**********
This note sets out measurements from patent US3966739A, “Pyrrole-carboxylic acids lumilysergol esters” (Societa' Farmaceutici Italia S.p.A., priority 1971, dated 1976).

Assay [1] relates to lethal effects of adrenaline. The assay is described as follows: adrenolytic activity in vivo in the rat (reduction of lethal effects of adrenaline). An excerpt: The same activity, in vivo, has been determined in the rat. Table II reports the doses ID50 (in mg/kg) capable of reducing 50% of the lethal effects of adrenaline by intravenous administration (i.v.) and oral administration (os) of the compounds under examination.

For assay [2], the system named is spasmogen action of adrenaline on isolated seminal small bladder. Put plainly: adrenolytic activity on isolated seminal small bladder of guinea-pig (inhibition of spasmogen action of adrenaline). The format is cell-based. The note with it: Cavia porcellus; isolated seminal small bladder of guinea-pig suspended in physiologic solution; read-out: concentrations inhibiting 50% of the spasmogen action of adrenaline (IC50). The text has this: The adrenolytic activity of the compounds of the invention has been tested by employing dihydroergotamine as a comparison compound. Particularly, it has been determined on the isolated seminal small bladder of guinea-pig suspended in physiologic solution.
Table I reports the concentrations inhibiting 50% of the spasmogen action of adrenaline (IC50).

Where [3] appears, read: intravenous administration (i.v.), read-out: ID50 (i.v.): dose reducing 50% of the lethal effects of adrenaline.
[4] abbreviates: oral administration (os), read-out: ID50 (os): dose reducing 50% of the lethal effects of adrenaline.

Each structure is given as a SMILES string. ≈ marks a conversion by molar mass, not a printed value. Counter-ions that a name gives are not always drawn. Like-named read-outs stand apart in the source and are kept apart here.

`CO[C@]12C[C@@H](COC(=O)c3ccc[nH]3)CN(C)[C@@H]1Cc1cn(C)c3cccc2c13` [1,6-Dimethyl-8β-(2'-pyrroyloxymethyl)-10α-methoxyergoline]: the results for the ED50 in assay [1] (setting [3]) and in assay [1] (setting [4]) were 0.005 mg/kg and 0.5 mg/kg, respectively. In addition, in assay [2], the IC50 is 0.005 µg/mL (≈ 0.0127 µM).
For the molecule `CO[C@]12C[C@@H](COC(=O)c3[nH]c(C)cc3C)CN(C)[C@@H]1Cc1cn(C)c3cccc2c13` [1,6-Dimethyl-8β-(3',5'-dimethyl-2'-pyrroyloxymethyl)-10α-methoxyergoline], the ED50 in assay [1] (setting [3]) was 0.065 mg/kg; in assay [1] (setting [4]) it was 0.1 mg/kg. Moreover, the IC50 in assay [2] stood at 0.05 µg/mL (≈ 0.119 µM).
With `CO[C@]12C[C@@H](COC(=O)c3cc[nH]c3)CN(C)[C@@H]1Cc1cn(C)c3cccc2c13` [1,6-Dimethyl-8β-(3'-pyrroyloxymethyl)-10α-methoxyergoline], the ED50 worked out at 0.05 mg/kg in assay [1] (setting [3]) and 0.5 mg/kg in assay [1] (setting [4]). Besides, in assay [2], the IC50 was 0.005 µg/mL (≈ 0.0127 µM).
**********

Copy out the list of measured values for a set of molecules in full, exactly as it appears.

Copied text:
This note sets out measurements from patent US3966739A, “Pyrrole-carboxylic acids lumilysergol esters” (Societa' Farmaceutici Italia S.p.A., priority 1971, dated 1976).

Assay [1] relates to lethal effects of adrenaline. The assay is described as follows: adrenolytic activity in vivo in the rat (reduction of lethal effects of adrenaline). An excerpt: The same activity, in vivo, has been determined in the rat. Table II reports the doses ID50 (in mg/kg) capable of reducing 50% of the lethal effects of adrenaline by intravenous administration (i.v.) and oral administration (os) of the compounds under examination.

For assay [2], the system named is spasmogen action of adrenaline on isolated seminal small bladder. Put plainly: adrenolytic activity on isolated seminal small bladder of guinea-pig (inhibition of spasmogen action of adrenaline). The format is cell-based. The note with it: Cavia porcellus; isolated seminal small bladder of guinea-pig suspended in physiologic solution; read-out: concentrations inhibiting 50% of the spasmogen action of adrenaline (IC50). The text has this: The adrenolytic activity of the compounds of the invention has been tested by employing dihydroergotamine as a comparison compound. Particularly, it has been determined on the isolated seminal small bladder of guinea-pig suspended in physiologic solution.
Table I reports the concentrations inhibiting 50% of the spasmogen action of adrenaline (IC50).

Where [3] appears, read: intravenous administration (i.v.), read-out: ID50 (i.v.): dose reducing 50% of the lethal effects of adrenaline.
[4] abbreviates: oral administration (os), read-out: ID50 (os): dose reducing 50% of the lethal effects of adrenaline.

Each structure is given as a SMILES string. ≈ marks a conversion by molar mass, not a printed value. Counter-ions that a name gives are not always drawn. Like-named read-outs stand apart in the source and are kept apart here.

`CO[C@]12C[C@@H](COC(=O)c3ccc[nH]3)CN(C)[C@@H]1Cc1cn(C)c3cccc2c13` [1,6-Dimethyl-8β-(2'-pyrroyloxymethyl)-10α-methoxyergoline]: the results for the ED50 in assay [1] (setting [3]) and in assay [1] (setting [4]) were 0.005 mg/kg and 0.5 mg/kg, respectively. In addition, in assay [2], the IC50 is 0.005 µg/mL (≈ 0.0127 µM).
For the molecule `CO[C@]12C[C@@H](COC(=O)c3[nH]c(C)cc3C)CN(C)[C@@H]1Cc1cn(C)c3cccc2c13` [1,6-Dimethyl-8β-(3',5'-dimethyl-2'-pyrroyloxymethyl)-10α-methoxyergoline], the ED50 in assay [1] (setting [3]) was 0.065 mg/kg; in assay [1] (setting [4]) it was 0.1 mg/kg. Moreover, the IC50 in assay [2] stood at 0.05 µg/mL (≈ 0.119 µM).
With `CO[C@]12C[C@@H](COC(=O)c3cc[nH]c3)CN(C)[C@@H]1Cc1cn(C)c3cccc2c13` [1,6-Dimethyl-8β-(3'-pyrroyloxymethyl)-10α-methoxyergoline], the ED50 worked out at 0.05 mg/kg in assay [1] (setting [3]) and 0.5 mg/kg in assay [1] (setting [4]). Besides, in assay [2], the IC50 was 0.005 µg/mL (≈ 0.0127 µM).